Calvin and Elizabeth Moore weren’t worried when they learned their coastal Pensacola, Fla., home was in the path of Hurricane Sally. They had upgraded its roof and windows after Hurricane Ivan damaged the property in 2004.

But the 2020 storm was stronger than expected, and they ended up with significant damage from a leaking roof, said Mr. Moore, 79, a retired real-estate broker. They were able to have their antiques, art and furniture safely removed and stored while workers repainted and dealt with mold inside the house. They spent months sleeping in the sitting area off their kitchen.

To cover the roughly $300,000 in repair costs on their 4,000-square-foot home, which faces the water on three sides, the couple added their own funds to payouts from the insurer they finally switched to after the previous storm and after a second insurer they picked stopped covering their area. Their $1.5 million Pure Insurance policy, including repairs and replacement from water damage, covered about $200,000 in damages. Mr. Moore said he paid a $37,000 wind deductible to the builder and plans to spend $70,000 to repair his torn-up backyard, which isn’t covered.

After Hurricane Sally in 2020, Calvin and Elizabeth Moore repaired their waterfront Pensacola, Fla., home with a combination of flood insurance payouts and their own funds.


Calvin Moore

“It’s a work in progress,” he said.

The Moores were diligent about adequate coverage, which costs them about $28,000 annually and includes two additional government-backed flood policies. The typical home-insurance policy doesn’t always cover costly storm damage, such as flooding, for high-end coastal and waterfront properties. Many luxury homeowners, like the Moores, are turning to a small but growing sector of private insurers to combine various policies and fill the gaps.

“It’s a very bad experience for consumers; a lot of houses [are] put into unfair situations,” says Nick Steffey, chief executive of ShoreOne Insurance Managers in Dedham, Mass. The company, launched in 2019, offers coastal homes flood insurance, typically as a supplement to their homeowners policy.

Currently, most homeowners in FEMA-designated flood zones get coverage through the National Flood Insurance Program, managed by the Federal Emergency Management Agency. It covers up to $250,000 in damages. FEMA makes additional funds available if a disaster is declared.

The program cap, however, means high-end homeowners are often left with significant out-of-pocket costs. Many also end up underinsured because FEMA’s risk estimates can ignore damage from nearby bodies of water or from strong storms, says Jeremy Porter, head of research and development at First Street Foundation, a nonprofit that advocates for more transparency in flood risk and climate change.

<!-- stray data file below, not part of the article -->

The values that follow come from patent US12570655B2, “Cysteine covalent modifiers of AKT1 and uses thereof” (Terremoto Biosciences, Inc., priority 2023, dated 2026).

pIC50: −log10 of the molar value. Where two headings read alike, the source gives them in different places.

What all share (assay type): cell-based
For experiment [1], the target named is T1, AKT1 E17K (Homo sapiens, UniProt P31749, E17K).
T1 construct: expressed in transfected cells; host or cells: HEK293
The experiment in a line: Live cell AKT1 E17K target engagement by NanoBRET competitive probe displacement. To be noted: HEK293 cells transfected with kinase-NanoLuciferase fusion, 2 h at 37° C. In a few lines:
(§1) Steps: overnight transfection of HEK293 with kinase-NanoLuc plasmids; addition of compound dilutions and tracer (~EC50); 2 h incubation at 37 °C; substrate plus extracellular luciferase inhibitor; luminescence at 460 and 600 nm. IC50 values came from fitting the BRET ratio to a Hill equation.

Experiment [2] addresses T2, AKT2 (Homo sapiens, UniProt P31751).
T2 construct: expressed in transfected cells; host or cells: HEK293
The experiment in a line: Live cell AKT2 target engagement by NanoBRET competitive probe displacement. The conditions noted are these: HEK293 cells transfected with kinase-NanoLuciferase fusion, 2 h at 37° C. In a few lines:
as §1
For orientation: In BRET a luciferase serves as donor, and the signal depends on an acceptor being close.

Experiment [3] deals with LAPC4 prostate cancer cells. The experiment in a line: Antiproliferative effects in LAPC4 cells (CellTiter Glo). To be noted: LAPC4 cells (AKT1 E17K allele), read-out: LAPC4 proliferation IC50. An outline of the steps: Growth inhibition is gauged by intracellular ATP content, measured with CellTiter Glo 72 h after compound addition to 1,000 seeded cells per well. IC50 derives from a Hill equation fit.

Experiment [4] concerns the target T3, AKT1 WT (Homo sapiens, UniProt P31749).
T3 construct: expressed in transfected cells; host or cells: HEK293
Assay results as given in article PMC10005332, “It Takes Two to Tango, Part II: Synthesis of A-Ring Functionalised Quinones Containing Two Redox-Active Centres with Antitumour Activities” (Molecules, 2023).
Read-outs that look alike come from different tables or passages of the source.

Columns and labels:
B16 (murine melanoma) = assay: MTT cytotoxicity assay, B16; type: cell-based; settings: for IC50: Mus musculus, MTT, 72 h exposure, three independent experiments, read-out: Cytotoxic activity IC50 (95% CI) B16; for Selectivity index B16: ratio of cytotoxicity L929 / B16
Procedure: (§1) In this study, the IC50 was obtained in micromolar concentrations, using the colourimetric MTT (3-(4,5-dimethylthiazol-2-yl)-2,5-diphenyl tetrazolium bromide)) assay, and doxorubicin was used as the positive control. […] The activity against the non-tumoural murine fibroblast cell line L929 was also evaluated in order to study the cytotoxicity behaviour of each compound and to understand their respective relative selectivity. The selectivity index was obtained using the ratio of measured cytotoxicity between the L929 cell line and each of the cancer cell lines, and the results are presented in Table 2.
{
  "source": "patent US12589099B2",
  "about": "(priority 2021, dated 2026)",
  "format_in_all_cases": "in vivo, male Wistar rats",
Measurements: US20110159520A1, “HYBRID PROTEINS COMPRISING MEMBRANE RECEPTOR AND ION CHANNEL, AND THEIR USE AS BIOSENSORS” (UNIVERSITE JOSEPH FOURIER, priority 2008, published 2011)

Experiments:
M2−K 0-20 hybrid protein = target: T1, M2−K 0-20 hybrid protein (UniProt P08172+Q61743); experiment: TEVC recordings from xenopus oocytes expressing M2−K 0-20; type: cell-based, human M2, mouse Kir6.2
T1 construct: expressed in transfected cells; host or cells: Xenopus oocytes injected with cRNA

More insurers are offering homeowners connections to specialized contractors when demand soars after a storm. Mexico Beach, Fla., above, after Hurricane Michael in 2018.



“One of the biggest problems is assessing flood risk,” said Dr. Porter. In the next 30 years, economic damage due to changing environmental conditions is estimated to jump to 7.5 times the current average insurance payout, up from 4.5 times, according to data from First Street Foundation.

Tom and Kim DiBacco spent months working with Tower Hill, their insurance company, on repairs to their 6,000-square-foot Panama City Beach, Fla., home after 160 mph winds from Hurricane Michael blew off their chimney, letting water inside. The exterior damage to the home, which is valued at $1.3 million, included having to replace parts of their pool, said Mr. DiBacco, 58, a wine and spirits distributor, who bought the home in 1997 for $515,000.

“This was not welcome,” he said. “It was kind of a frenzy.”

The couple already had replaced the roof and flooring after a 2016 storm. Those repairs included converting a study to a wine cellar.

After negotiating over their insurance, which had separate riders for flood and windstorm coverage, the couple received nearly $245,000 for damages, including living expenses when they had to move out of their house while work was completed. They rebuilt the fireplace and wall that had shifted in their two-story living room, installed new windows and repaired the water damage in the home’s main bathroom.

Teri and Jim Wyly outside their Bay St. Louis, Miss., home that cost them $700,000 in repairs after it was damaged by Hurricane Katrina in 2005.


Jacqueline Marque for The Wall Street Journal

A Mississippi Couple Made a New Home After Katrina

The Wylys spent $700,000 and 18 months rebuilding their Bay St. Louis property

The Mediterranean-style home of Teri and Jim Wyly, purchased in 1984, was damaged by Hurricane Katrina in 2005. The couple spent
$700,000 and 18 months rebuilding the Bay St. Louis, Miss., home.

Jacqueline Marque for The Wall Street Journal

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The Mediterranean-style home of Teri and Jim Wyly, purchased in 1984, was damaged by Hurricane Katrina in 2005. The couple spent
$700,000 and 18 months rebuilding the Bay St. Louis, Miss., home.

Jacqueline Marque for The Wall Street Journal


Has your home ever been damaged by a major storm? Did insurance cover most of the repair costs? Tell us more about your experience in the comments below.

Since then, the couple’s insurance annual premium has increased 30{06d6670df80e02c0b1a51bdfaefb71b6e69ecb50fe99d893294764e2911a48c2} to about $9,000, he added.